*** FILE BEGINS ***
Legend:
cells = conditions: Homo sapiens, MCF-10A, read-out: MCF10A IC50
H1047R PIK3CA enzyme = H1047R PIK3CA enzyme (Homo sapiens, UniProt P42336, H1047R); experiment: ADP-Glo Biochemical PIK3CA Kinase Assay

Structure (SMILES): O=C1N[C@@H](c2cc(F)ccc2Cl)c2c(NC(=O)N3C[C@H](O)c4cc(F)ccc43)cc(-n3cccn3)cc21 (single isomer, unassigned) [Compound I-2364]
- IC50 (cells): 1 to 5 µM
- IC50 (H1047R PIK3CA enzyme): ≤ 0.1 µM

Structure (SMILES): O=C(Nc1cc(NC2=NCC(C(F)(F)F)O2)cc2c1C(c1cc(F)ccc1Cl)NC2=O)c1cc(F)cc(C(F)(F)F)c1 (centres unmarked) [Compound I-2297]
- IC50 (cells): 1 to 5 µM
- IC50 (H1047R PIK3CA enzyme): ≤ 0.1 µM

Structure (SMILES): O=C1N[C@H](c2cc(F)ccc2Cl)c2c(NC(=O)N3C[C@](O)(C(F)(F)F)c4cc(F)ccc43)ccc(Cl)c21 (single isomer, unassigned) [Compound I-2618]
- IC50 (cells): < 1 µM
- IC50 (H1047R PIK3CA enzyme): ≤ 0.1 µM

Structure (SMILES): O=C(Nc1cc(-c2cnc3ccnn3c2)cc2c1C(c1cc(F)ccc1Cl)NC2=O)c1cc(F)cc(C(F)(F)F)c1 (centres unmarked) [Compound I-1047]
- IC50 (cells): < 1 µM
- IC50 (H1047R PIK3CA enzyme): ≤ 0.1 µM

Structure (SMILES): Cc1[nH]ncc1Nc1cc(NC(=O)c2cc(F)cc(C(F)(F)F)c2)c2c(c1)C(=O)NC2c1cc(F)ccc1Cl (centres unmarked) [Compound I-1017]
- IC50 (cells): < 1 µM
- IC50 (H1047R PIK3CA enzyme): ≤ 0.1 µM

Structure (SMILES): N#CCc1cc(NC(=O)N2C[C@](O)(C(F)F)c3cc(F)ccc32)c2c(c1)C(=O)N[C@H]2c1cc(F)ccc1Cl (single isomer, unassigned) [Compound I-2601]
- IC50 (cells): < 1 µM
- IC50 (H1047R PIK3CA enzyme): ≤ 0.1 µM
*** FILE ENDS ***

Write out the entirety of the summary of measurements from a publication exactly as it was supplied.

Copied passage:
Legend:
cells = conditions: Homo sapiens, MCF-10A, read-out: MCF10A IC50
H1047R PIK3CA enzyme = H1047R PIK3CA enzyme (Homo sapiens, UniProt P42336, H1047R); experiment: ADP-Glo Biochemical PIK3CA Kinase Assay

Structure (SMILES): O=C1N[C@@H](c2cc(F)ccc2Cl)c2c(NC(=O)N3C[C@H](O)c4cc(F)ccc43)cc(-n3cccn3)cc21 (single isomer, unassigned) [Compound I-2364]
- IC50 (cells): 1 to 5 µM
- IC50 (H1047R PIK3CA enzyme): ≤ 0.1 µM

Structure (SMILES): O=C(Nc1cc(NC2=NCC(C(F)(F)F)O2)cc2c1C(c1cc(F)ccc1Cl)NC2=O)c1cc(F)cc(C(F)(F)F)c1 (centres unmarked) [Compound I-2297]
- IC50 (cells): 1 to 5 µM
- IC50 (H1047R PIK3CA enzyme): ≤ 0.1 µM

Structure (SMILES): O=C1N[C@H](c2cc(F)ccc2Cl)c2c(NC(=O)N3C[C@](O)(C(F)(F)F)c4cc(F)ccc43)ccc(Cl)c21 (single isomer, unassigned) [Compound I-2618]
- IC50 (cells): < 1 µM
- IC50 (H1047R PIK3CA enzyme): ≤ 0.1 µM

Structure (SMILES): O=C(Nc1cc(-c2cnc3ccnn3c2)cc2c1C(c1cc(F)ccc1Cl)NC2=O)c1cc(F)cc(C(F)(F)F)c1 (centres unmarked) [Compound I-1047]
- IC50 (cells): < 1 µM
- IC50 (H1047R PIK3CA enzyme): ≤ 0.1 µM

Structure (SMILES): Cc1[nH]ncc1Nc1cc(NC(=O)c2cc(F)cc(C(F)(F)F)c2)c2c(c1)C(=O)NC2c1cc(F)ccc1Cl (centres unmarked) [Compound I-1017]
- IC50 (cells): < 1 µM
- IC50 (H1047R PIK3CA enzyme): ≤ 0.1 µM

Structure (SMILES): N#CCc1cc(NC(=O)N2C[C@](O)(C(F)F)c3cc(F)ccc32)c2c(c1)C(=O)N[C@H]2c1cc(F)ccc1Cl (single isomer, unassigned) [Compound I-2601]
- IC50 (cells): < 1 µM
- IC50 (H1047R PIK3CA enzyme): ≤ 0.1 µM